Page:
Southwest Lifting Airport's Business : Burbank Facility's Once-Sagging Traffic, Revenue Are Taking Off, Led by the Airline's Recent Boom

TIMES STAFF WRITER

Southwest Airlines' money-making operations have put the rest of the troubled airline industry to shame. But Burbank Airport couldn't be happier.

Thanks to the no-frills, low-cost shuttle operator, which began service at Burbank four years ago, the airport's once-declining traffic has boomed and its revenues are at a record high.

Southwest started at Burbank Airport with 16 daily round-trip flights to Oakland and Las Vegas, and that's since grown to 48 flights a day to five cities--more than any of the other half-dozen carriers left at Burbank. Last year about 2.7 million people flew Southwest at Burbank, accounting for nearly two out of every three passengers at the airport.

Overall, Burbank Airport's passenger count totaled 4.3 million in 1993, up 60% from 1989--a higher percentage increase than any other commercial airport in the Los Angeles area. Southwest's traffic has helped fill up Burbank Airport's parking spaces and boosted sales of hot dogs and beer, as well as the landing fees the airport gets from airlines every time their planes touch down at Burbank. As a result, the airport's revenue was $21 million in its fiscal year that ended June 30, 1993--up from about $15 million four years earlier--and revenue is up again this year.

Remarkably, this boom came during the state's recession. "I can only fathom what would have happened if we had been in a bullish economy," said Thomas Greer, executive director of the airport, formally known as the Burbank-Glendale-Pasadena Airport.

Greer's glee, though, is tempered by the fact that there are risks in relying too much on one customer. For 30 years Burbank Airport depended heavily on PSA, like Southwest, a commuter airline. But in 1987, amid the turbulent era of deregulation and fare wars, USAir bought PSA and then began to retrench at Burbank Airport, beginning a slowdown at Burbank that only stopped with Southwest's arrival.

Relying so much on one airline could make it tougher for Burbank Airport to get bond financing for its long-delayed $200-million project to build a bigger terminal. "If you're in the hands of a single airliner, it does make you a little nervous," said Dick Mudge, president of Apogee Research, a Maryland firm that consults on airport economics.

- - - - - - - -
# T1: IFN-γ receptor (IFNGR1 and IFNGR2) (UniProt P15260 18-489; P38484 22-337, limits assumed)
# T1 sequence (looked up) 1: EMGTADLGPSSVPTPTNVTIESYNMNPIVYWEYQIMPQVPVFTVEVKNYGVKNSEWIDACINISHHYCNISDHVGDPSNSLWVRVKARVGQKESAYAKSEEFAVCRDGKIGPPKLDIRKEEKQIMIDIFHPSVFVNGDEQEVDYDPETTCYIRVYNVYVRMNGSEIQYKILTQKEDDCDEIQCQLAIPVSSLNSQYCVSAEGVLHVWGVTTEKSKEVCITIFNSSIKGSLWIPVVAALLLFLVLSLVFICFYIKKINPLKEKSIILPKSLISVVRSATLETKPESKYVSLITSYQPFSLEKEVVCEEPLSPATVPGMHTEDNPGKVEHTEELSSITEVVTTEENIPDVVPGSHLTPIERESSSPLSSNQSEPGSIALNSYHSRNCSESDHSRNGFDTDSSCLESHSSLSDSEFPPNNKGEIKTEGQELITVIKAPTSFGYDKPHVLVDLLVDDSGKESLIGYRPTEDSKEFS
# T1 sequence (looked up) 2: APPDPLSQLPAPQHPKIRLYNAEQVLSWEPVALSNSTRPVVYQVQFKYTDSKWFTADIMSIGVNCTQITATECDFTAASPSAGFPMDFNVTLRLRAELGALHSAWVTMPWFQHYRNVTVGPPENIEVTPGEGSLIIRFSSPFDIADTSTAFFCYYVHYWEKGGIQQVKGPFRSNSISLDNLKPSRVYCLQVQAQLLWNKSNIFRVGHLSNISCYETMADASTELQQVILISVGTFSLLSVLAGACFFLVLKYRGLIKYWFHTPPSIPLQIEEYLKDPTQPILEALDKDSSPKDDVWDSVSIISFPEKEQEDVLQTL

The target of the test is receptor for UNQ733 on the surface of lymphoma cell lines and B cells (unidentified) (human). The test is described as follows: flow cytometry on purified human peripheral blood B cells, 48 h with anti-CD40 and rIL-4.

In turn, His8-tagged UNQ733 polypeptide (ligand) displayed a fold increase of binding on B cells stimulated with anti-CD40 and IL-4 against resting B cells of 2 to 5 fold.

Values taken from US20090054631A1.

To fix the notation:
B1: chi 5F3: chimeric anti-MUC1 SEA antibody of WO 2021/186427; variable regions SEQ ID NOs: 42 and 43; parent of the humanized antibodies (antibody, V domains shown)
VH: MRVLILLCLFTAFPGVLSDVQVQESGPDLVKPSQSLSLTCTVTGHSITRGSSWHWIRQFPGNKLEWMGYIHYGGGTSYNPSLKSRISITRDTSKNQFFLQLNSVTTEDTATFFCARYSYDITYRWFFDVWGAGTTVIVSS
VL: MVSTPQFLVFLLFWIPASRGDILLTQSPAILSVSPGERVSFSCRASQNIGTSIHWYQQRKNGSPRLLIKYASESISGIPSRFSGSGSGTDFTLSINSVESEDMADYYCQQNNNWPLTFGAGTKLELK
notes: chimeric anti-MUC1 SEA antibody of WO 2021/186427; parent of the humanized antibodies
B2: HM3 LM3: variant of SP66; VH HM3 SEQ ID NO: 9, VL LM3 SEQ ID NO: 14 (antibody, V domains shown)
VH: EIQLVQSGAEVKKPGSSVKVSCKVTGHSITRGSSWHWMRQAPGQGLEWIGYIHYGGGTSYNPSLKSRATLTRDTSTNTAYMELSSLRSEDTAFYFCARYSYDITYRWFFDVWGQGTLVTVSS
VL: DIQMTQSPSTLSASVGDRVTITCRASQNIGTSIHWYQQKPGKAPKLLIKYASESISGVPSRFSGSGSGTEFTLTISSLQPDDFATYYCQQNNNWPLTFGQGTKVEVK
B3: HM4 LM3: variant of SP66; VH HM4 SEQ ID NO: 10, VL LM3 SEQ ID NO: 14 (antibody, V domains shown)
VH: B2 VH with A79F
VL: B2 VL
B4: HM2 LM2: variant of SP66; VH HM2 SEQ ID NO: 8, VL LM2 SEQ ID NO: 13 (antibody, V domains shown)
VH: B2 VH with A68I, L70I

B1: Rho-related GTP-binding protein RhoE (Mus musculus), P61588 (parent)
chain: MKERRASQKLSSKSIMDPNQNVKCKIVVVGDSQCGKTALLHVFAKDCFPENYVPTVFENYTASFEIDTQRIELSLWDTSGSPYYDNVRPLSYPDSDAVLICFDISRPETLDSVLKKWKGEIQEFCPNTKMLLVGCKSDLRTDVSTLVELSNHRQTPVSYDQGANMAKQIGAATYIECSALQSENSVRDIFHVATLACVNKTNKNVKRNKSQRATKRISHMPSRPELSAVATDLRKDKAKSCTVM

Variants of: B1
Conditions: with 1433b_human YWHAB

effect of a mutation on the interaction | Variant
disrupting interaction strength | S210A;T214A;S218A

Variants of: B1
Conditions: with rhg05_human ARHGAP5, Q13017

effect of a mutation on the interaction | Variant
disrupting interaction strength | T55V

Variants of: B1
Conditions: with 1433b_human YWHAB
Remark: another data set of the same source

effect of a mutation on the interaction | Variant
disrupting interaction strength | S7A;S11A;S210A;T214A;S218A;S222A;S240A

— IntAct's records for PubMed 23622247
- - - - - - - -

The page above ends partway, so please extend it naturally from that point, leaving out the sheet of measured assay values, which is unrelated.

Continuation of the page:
Still, Greer isn't worried. Though Southwest won't comment, Greer thinks the carrier is more likely to expand than contract at Burbank. The Dallas-based company is the industry's most profitable airline, last year having earned $154 million on revenue of $2.3 billion. And in its 23-year history, Southwest has pulled out of only two airports--Beaumont, Tex., because of a lack of traffic, and Denver's Stapleton because weather delays were expensive.

But even if Southwest abandoned Burbank, Greer is betting that some other carrier would take its place. Burbank Airport is easier to get in and out of than Los Angeles International Airport, Greer says, and there are 2.5 million people who live within a 15-mile radius of the 64-year-old Burbank Airport. "The market is there."

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Perhaps. But it took a low-cost airline like Southwest to tap that market.

Victor Gill, Burbank Airport's public relations director, vividly recalls Southwest's inaugural flight to Oakland on April 16, 1990. The mood was festive inside Southwest's familiar burnt-orange Boeing 737, as Southwest Chairman Herb Kelleher, dressed in the airline's new beige uniform, passed out bags of peanuts to a full aircraft. But what Gill remembers most was Southwest's fare: $59 for an unrestricted one-way ticket to Oakland, compared with $180 for other airlines then serving that route. "That was a clear indicator of what was going to happen," Gill said.